HD DVD and Blu-ray Compared Using Identical Source Material

Illustration for article titled HD DVD and Blu-ray Compared Using Identical Source Material

Until earlier this week, there was no way to directly compare a Blu-ray disk to its competitor on HD DVD using identical source material. But then Warner Home Video released Training Day, Kiss Kiss Bang Bang and Rumor Has It... on Blu-ray, making them the first movies available on both formats, allowing a direct comparison of the quality of each. Surprisingly, there were noticeable differences.


Details after the jump.

[Graphic courtesy Sci Fi Tech]

High Def Digest reviewer Peter M. Bracke gave the definitive nod to the HD DVD:

"In our first head-to-head comparison, we found the HD DVD to be superior. The unfortunate cropping of the Blu-ray image, coupled with more noticeable compression artifacts and an overall darker cast, can't compete with the more consistently pleasing presentation of the HD DVD ... I must say, our first Blu-ray versus HD DVD comparisons continue to yield surprises. I wasn't expecting to see much difference in video quality between the two formats with 'Rumor Has It...', yet the two discs did bear noticeable differences, with the HD DVD boasting better detail and a more film-like look."

Bracke used the Samsung BD-P1000 Blu-ray player and a Toshiba HD-XA1 HD DVD player for the comparison, and said the Blu-ray version had more compression artifacts in the single-layer Training Day disc, was less bright, and was cropped on the sides, giving HD DVD the nod for superior picture quality. In the dual-layer Kiss Kiss Bang Bang disc, it was harder to tell the difference between the two formats, although the reviewer still gave a nod to HD DVD quality, as he did with the third title, Rumor Has It. So, round 1 goes to HD DVD.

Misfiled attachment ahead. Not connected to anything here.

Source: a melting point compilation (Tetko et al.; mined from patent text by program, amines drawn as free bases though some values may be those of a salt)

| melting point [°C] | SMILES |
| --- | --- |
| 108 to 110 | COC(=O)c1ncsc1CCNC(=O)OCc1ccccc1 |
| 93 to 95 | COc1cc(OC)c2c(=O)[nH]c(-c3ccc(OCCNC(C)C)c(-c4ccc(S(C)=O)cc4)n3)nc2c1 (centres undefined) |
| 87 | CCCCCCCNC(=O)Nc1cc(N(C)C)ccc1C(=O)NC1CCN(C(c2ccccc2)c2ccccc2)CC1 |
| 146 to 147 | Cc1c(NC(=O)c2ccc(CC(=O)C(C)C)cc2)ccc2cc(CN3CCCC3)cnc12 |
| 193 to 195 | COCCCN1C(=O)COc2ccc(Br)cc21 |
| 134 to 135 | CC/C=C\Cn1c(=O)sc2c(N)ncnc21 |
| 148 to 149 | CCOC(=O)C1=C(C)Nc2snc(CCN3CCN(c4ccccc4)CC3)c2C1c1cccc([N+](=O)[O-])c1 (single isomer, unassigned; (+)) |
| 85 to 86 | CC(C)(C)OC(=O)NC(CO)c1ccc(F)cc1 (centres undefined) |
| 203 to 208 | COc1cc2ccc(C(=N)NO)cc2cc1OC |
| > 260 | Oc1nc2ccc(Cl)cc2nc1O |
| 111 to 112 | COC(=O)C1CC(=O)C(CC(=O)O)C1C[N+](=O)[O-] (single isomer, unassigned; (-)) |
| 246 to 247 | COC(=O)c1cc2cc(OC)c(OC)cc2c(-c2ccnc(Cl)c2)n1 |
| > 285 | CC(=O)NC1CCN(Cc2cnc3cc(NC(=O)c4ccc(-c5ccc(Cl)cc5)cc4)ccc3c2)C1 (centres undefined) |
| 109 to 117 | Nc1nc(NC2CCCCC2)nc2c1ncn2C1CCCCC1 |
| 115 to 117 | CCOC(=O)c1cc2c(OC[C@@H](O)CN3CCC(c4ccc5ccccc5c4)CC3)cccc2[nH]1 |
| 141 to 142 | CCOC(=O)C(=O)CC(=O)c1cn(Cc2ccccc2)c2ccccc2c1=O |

Blu-ray versus HD DVD: First Head-to-Head Comparisons


Pedro S

Even SONY PICTURES STUDIO is using MPEG-2 for their Blu Ray discs for the foreseeable future. They are using MPEG-2 for purely financial reasons. Since DVDs are already encoded in this, it is a fairly simple process to "port" these over to Blue-Ray, vs a full re-encoding with new technology. There is also a likely license cost that is significantly less for MPEG-2.

If anything, when given the option of MPEG2 vs. VC1, it seems that companies are opting for the more economical MPEG-2.

All of this talk about "bias-this and bias that" is counterproductive. The reviewers simply did a straight-up "which one looks better", the fact that one used one type of compression and the other used another is irrelevant. What matters is which one looks better if you went and bought both off the street.